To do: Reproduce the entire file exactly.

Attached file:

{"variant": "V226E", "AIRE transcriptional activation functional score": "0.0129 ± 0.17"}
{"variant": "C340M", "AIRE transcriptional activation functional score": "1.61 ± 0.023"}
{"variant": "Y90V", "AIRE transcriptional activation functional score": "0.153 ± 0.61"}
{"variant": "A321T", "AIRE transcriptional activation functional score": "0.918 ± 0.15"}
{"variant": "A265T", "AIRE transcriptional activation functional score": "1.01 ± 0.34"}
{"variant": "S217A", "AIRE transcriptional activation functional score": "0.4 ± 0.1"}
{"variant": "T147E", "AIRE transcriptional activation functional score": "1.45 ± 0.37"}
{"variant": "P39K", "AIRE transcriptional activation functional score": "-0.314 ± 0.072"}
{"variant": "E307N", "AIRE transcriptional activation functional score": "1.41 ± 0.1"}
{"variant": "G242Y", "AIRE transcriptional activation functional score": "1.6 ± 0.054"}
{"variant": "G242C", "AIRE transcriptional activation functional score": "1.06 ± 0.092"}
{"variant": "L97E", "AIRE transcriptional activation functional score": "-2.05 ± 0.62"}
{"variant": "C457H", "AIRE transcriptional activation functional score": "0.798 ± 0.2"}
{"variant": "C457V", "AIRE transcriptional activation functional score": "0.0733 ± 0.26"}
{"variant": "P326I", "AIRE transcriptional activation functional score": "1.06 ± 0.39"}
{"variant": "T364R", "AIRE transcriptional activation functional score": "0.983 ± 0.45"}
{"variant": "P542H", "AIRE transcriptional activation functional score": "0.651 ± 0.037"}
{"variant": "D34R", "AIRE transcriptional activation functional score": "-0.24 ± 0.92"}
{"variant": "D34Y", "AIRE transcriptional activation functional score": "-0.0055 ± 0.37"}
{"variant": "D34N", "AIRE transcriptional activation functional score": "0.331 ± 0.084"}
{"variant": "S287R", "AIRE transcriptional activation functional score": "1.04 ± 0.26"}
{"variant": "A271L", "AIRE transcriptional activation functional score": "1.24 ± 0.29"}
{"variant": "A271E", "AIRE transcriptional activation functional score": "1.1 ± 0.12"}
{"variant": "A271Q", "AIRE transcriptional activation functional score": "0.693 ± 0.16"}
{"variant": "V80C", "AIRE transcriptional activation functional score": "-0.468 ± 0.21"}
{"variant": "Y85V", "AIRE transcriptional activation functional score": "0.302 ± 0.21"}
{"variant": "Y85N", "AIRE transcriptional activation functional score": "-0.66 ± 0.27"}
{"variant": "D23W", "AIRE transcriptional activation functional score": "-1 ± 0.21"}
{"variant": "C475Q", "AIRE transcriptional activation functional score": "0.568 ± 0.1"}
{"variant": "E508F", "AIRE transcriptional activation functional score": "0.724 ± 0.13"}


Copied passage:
{"variant": "V226E", "AIRE transcriptional activation functional score": "0.0129 ± 0.17"}
{"variant": "C340M", "AIRE transcriptional activation functional score": "1.61 ± 0.023"}
{"variant": "Y90V", "AIRE transcriptional activation functional score": "0.153 ± 0.61"}
{"variant": "A321T", "AIRE transcriptional activation functional score": "0.918 ± 0.15"}
{"variant": "A265T", "AIRE transcriptional activation functional score": "1.01 ± 0.34"}
{"variant": "S217A", "AIRE transcriptional activation functional score": "0.4 ± 0.1"}
{"variant": "T147E", "AIRE transcriptional activation functional score": "1.45 ± 0.37"}
{"variant": "P39K", "AIRE transcriptional activation functional score": "-0.314 ± 0.072"}
{"variant": "E307N", "AIRE transcriptional activation functional score": "1.41 ± 0.1"}
{"variant": "G242Y", "AIRE transcriptional activation functional score": "1.6 ± 0.054"}
{"variant": "G242C", "AIRE transcriptional activation functional score": "1.06 ± 0.092"}
{"variant": "L97E", "AIRE transcriptional activation functional score": "-2.05 ± 0.62"}
{"variant": "C457H", "AIRE transcriptional activation functional score": "0.798 ± 0.2"}
{"variant": "C457V", "AIRE transcriptional activation functional score": "0.0733 ± 0.26"}
{"variant": "P326I", "AIRE transcriptional activation functional score": "1.06 ± 0.39"}
{"variant": "T364R", "AIRE transcriptional activation functional score": "0.983 ± 0.45"}
{"variant": "P542H", "AIRE transcriptional activation functional score": "0.651 ± 0.037"}
{"variant": "D34R", "AIRE transcriptional activation functional score": "-0.24 ± 0.92"}
{"variant": "D34Y", "AIRE transcriptional activation functional score": "-0.0055 ± 0.37"}
{"variant": "D34N", "AIRE transcriptional activation functional score": "0.331 ± 0.084"}
{"variant": "S287R", "AIRE transcriptional activation functional score": "1.04 ± 0.26"}
{"variant": "A271L", "AIRE transcriptional activation functional score": "1.24 ± 0.29"}
{"variant": "A271E", "AIRE transcriptional activation functional score": "1.1 ± 0.12"}
{"variant": "A271Q", "AIRE transcriptional activation functional score": "0.693 ± 0.16"}
{"variant": "V80C", "AIRE transcriptional activation functional score": "-0.468 ± 0.21"}
{"variant": "Y85V", "AIRE transcriptional activation functional score": "0.302 ± 0.21"}
{"variant": "Y85N", "AIRE transcriptional activation functional score": "-0.66 ± 0.27"}
{"variant": "D23W", "AIRE transcriptional activation functional score": "-1 ± 0.21"}
{"variant": "C475Q", "AIRE transcriptional activation functional score": "0.568 ± 0.1"}
{"variant": "E508F", "AIRE transcriptional activation functional score": "0.724 ± 0.13"}